#17

I lived close to my high school in a small town in southern Quebec growing up.
I had to do a public speach to the class on a subject .
50% of the mark was on delivery -50% was on the subject material.
I did mine on "Choosing varmint bullet for a .243 Winchester."
Only one other person had a clue what I was talking about…
not the teacher-I got a great mark!

I brought the .243 rifle and loaded rounds to school for that class.
Lots more tales to tell of that time.

Glenn


#18

Falcon… in Italy we have similar gun laws too. You can’t hunt with a pistol or a revolver, and the rifles suitable for hunting must be chambered for a cartridge whose case must be minimum 40 mm long and loaded at least with a .22 bullet.

That means that cartridges with smaller diameter than 22" are illegal for hunting here even with a case longer than 40 mm.
22" calibers must have a 40 mm minimum case length, larger calibers are legal even with a shorter case ( so you can use a rifle chambered for the 357 magnum or the 44 magnum whose cases are 32 - 33 mm long)

If a gun is cataloged for “sporting use” ( that means pistols ,revolvers and rifles) you can’t use it for hunting or carry it for personal defense ( obviously here in Italy is almost impossible to get a license for carry a gun for personal defense)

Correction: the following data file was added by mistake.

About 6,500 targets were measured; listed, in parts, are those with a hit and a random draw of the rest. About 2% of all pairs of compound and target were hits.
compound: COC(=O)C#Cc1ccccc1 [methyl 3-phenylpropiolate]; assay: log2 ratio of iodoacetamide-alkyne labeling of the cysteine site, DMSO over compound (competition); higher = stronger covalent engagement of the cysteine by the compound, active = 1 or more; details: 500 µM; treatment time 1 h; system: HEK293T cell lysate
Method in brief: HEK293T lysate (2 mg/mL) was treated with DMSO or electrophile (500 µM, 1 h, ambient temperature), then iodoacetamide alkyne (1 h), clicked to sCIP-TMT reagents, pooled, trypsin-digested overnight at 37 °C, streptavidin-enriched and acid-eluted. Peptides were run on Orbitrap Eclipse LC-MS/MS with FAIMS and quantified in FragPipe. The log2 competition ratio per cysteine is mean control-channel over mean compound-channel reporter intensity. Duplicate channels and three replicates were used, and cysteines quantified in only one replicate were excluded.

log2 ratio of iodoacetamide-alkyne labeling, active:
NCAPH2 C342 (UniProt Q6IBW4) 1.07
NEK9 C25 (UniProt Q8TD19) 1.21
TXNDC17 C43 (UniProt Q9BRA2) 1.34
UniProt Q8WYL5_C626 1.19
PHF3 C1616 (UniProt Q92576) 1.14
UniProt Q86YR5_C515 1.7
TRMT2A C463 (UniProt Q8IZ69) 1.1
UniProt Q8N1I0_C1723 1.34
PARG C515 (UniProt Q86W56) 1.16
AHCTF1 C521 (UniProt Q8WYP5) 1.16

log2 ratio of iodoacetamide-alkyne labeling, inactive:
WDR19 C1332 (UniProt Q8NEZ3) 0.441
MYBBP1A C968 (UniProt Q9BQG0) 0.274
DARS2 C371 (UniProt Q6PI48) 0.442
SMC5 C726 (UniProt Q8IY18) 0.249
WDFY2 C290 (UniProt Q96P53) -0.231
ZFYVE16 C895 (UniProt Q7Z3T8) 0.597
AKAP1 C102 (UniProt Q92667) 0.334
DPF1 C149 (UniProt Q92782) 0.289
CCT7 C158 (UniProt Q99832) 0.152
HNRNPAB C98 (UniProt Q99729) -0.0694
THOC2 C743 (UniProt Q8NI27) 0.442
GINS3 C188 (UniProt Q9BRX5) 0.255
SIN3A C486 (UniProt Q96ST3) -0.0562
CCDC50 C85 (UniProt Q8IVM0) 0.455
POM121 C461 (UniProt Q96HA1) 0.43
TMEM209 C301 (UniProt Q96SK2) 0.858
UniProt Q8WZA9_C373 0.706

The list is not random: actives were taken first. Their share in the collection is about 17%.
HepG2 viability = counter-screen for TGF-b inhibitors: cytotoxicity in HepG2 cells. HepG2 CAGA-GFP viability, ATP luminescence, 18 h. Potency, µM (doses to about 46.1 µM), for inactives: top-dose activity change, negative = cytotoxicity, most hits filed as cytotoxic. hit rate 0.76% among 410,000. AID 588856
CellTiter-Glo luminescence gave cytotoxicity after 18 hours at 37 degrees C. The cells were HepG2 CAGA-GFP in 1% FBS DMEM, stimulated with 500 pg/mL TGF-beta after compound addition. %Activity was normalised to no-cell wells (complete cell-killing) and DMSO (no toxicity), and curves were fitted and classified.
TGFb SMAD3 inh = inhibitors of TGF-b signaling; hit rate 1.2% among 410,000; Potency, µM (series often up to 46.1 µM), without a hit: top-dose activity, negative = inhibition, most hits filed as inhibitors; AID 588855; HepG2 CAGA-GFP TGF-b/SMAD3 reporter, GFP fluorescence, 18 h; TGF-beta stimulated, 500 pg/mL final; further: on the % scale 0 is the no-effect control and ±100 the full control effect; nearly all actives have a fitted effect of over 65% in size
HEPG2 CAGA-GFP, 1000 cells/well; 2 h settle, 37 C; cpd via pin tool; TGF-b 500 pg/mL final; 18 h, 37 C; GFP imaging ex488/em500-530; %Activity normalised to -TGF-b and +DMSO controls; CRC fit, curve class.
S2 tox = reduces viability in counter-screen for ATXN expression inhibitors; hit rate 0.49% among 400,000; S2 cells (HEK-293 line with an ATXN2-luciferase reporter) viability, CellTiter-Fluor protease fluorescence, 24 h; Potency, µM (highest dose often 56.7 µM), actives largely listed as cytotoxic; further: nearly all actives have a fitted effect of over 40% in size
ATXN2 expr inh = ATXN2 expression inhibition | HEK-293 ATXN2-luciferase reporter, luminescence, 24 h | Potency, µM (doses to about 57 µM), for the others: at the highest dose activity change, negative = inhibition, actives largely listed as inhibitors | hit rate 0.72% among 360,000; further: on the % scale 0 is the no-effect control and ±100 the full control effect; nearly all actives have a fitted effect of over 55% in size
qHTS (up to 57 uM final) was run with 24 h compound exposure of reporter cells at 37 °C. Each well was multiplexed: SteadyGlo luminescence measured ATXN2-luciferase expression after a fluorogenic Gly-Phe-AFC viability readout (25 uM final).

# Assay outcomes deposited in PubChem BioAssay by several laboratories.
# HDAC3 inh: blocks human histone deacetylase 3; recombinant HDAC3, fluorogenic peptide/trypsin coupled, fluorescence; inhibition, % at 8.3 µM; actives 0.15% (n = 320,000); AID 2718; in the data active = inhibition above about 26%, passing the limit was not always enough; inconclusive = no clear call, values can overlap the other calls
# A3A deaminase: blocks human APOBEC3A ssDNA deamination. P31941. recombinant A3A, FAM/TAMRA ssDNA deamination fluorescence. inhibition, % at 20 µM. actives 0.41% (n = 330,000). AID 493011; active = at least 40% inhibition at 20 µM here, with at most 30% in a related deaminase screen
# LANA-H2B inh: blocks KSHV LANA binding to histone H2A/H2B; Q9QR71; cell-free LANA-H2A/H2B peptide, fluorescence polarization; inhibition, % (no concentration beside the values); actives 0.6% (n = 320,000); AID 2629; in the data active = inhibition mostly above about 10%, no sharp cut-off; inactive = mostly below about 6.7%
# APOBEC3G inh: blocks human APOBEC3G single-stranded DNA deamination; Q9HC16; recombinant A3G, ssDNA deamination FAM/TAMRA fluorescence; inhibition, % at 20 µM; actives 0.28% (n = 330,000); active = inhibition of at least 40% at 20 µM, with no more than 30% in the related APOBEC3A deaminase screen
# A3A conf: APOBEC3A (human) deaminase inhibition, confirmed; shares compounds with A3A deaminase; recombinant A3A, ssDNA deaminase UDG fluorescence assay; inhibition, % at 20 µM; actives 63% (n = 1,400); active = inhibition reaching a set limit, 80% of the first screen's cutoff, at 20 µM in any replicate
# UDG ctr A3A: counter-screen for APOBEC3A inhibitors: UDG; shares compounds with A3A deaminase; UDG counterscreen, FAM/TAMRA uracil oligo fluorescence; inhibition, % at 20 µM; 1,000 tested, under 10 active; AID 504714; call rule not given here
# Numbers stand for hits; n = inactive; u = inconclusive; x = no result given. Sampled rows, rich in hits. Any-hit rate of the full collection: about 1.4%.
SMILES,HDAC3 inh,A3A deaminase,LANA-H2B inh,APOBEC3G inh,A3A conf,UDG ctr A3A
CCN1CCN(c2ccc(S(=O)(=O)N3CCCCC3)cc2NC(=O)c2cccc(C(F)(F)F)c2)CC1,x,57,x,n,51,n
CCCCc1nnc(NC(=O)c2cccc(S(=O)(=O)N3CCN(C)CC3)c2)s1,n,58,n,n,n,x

You must be 18 years old to get a gun license here but you can use full-powered air guns at the shooting ranges if you are at least 16 years old. Well…I shot my first 12 gauge shotgun when I was 12 years old…


#19

Its interesting that the anti gun legislation seems intent on breaking the father/son bonding that has always been so integral in shooting. By taking kids off the ranges and out of the woods a lot of positive and happy memories get lost.


#20

Before EU discovered this playground we all had our different national, already unlogic and unreasonable legislature to say the least.

Now that do-gooders in Brussels/Strasbourg (the transition belt for UN in New York) else would feel bored they mix all that existing national anti-gun rubbish, distil it, and out comes something “new”. Things like someone’s ill-minded 40 mm case length limitation now homogenised for all, in the form of arms directives. Because there are time limits those are turned in a hurry into new national legislation, and even though our parliaments need not buy all the stuff by 1:1 it remains mostly unchanged because it is so comfortable. Or they are ignorant and don’t understand if this silly creation then is helpful in a way, what the voters think about it and even worse where it will lead to.

Our elected (or not) representatives seem far and out of control in Strasbourg/Brussels or our national capitals. The widespread but bad feedback source for politicians are polls and our media, who only reflect what they want could move us. Since our hobby is censored from their focus I treat my representatives in all levels with questions and comments and can only encourage my co-Europeans (and all abroaders) to do the same with theirs. Politicians need to know people keep an eye on their decisions, 7/7, 12/12 and 4/4 and this is the only uncensored feedback a voter can really give.

Hans